A couple of years later, I moved to the Bates Saatchi & Saatchi ad agency, heading up their Russian tobacco account. I was so young, I didn’t even think about how appalling that product was. I saw it as an exciting opportunity to work with a global brand and to take on a challenge. Because cigarette advertising was banned in Russia, I had to rely exclusively on below-the-line approaches. We tried in-store promotions, samples, road shows, concerts, and anything else we thought would get our target audience — people 25 and younger — to change their behavior and ultimately become smokers.
Selling cigarettes is really selling behavior change. The appeal of smoking is being cool: socializing, holding a cigarette just so, building self-esteem with the product. Through the tobacco campaigns, I learned how to target human behavior and self-image to market just about anything. For example, in Russia, where nearly everyone eats yogurt, I introduced a brand called Yogo Yogo. Instead of advertising, I hired actors to dress up as a strawberry, a peach, an orange, and a cow, and I sent them into the Moscow Metro with a boom box playing the Yogo Yogo jingle. On the subway trains there, nearly every kind of behavior is illegal. You can’t spit, run, or eat without a penalty. The actors got arrested, as I knew they would, and the press had a field day writing about these costumed fruits locked up in the metro jail. It made Yogo Yogo seem rebellious: the “naughty” yogurt. Kids loved it, and the product did well.
I gradually became recognized in Russia as a pioneer in below-the-line marketing. But Moscow was a rough place. I had run-ins with the mafia, got caught up in a case of tax evasion against the company for which I worked, and barely managed to leave the country before being killed or placed in jail. I then moved on to work in other Eastern bloc countries: Yugoslavia, Poland, Bulgaria. My last stop was Romania, which in the mid-1990s was an artist’s dream, a blank canvas struggling out of Communism. Young people had very little entertainment or pop culture, and consumer goods were limited. They were hungry for everything.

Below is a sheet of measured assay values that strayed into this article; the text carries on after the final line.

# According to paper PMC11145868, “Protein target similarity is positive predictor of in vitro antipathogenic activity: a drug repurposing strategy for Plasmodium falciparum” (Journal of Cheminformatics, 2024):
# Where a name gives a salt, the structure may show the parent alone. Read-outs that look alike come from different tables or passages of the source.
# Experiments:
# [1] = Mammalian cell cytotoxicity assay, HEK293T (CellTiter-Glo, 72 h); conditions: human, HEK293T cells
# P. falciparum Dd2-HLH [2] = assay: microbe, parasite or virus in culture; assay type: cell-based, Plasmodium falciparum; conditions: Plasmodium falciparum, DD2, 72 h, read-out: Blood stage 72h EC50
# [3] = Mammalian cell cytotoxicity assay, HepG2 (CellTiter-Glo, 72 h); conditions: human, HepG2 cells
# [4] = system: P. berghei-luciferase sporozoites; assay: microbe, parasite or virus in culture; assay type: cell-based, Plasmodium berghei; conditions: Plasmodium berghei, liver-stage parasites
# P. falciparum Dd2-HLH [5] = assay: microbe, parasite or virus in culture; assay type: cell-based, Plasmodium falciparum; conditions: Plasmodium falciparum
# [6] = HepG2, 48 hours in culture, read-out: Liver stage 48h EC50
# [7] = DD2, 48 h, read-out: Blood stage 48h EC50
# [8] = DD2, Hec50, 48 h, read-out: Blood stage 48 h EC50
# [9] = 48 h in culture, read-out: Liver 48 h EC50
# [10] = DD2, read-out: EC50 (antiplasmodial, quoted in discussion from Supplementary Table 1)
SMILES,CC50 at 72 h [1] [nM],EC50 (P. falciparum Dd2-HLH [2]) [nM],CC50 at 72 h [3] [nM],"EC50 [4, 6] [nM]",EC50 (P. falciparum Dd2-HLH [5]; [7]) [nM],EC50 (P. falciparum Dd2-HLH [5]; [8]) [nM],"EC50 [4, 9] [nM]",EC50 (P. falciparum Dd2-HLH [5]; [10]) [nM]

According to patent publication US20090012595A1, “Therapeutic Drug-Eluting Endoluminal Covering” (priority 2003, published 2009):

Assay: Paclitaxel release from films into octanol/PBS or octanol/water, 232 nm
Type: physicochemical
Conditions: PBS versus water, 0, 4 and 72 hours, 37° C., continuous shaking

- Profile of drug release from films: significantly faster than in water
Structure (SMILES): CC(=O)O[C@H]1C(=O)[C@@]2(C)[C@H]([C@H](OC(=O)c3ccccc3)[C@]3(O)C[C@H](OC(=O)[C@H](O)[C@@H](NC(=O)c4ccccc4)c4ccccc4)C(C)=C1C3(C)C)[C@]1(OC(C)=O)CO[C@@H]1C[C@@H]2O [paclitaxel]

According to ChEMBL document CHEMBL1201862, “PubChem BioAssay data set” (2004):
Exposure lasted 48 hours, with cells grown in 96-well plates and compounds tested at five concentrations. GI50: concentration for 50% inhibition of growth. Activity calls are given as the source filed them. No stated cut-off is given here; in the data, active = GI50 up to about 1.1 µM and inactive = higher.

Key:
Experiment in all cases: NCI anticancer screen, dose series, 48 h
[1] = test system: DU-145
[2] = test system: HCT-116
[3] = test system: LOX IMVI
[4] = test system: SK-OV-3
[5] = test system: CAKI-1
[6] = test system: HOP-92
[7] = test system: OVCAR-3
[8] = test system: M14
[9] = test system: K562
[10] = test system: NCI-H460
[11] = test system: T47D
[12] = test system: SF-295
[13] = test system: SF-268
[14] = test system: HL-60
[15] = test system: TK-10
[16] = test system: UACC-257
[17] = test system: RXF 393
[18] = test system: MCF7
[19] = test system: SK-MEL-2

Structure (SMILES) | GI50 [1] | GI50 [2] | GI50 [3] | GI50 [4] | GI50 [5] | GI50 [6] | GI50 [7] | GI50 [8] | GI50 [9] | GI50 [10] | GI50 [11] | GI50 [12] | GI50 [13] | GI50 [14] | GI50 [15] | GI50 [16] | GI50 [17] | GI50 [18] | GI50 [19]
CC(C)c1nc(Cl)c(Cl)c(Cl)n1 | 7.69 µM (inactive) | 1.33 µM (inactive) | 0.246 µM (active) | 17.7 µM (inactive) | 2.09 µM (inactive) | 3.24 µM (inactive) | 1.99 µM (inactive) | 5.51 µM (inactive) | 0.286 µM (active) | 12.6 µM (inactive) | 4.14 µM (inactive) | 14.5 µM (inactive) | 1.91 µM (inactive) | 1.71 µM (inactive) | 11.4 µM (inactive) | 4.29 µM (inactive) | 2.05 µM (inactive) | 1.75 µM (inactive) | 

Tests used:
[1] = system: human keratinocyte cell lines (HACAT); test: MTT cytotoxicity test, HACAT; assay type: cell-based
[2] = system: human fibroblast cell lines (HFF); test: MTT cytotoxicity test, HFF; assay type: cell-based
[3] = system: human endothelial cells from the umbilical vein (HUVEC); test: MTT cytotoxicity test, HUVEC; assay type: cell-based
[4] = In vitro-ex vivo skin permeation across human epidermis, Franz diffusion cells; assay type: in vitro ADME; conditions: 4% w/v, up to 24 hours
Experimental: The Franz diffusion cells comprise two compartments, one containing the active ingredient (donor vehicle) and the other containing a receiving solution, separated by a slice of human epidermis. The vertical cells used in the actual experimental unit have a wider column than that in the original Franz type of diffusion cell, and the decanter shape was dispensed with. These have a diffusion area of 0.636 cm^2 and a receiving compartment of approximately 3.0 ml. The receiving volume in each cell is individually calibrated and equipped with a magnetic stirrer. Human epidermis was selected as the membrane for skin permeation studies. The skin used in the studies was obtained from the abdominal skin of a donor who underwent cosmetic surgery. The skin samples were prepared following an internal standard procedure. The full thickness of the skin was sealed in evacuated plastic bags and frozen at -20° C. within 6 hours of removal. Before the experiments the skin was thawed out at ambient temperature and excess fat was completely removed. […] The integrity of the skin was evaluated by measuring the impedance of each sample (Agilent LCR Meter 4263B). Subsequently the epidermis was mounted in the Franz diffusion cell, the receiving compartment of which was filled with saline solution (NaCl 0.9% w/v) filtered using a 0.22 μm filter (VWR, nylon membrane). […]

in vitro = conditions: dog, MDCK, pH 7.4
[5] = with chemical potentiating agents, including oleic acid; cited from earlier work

My usual techniques — innovative media parties and celebrities — were front-page news there. I was working with about 20 product accounts, including brands of shampoo, whiskey, cigarettes, and washing machines. At one point, I brought together three of my youth brands — a pager company, a jeans company, and Coca-Cola — and partnered with MTV to throw Romania’s first rave. It turned out to be Romania’s Woodstock. We hosted the party in an airline hangar that could hold 7,000 people, but 50,000 kids turned up. They banged the doors down; cars were carried away. All of these kids were desperate to be part of our scene, and we didn’t even have major celebrities, just an MTV VJ. The power of MTV can make a campaign so successful that any brand that taps into it is golden.
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In 1997, I was approached by Michael Holscher, who ran a Romanian program for Population Services International. He wanted to launch a mass-media campaign to educate kids about AIDS prevention. Not only did he want my help, he wanted me to donate my time, and he said that he was asking five advertising agencies to bid on the project. I wanted to do it. I knew that my agency could win. By then, I had relationships with Romanian media stations, actors, and companies. I asked a rock star friend and his band, Holograf, to write a song about safe sex, and when I pitched PSI for the account, I brought the band into the conference room to perform the song. We mocked up a CD with safe-sex messages on the cover and a condom attached. It won us the account, and the song, whose title translates as “I Do What I Want, but I Know What I’m Doing,” ended up being a huge hit in that country.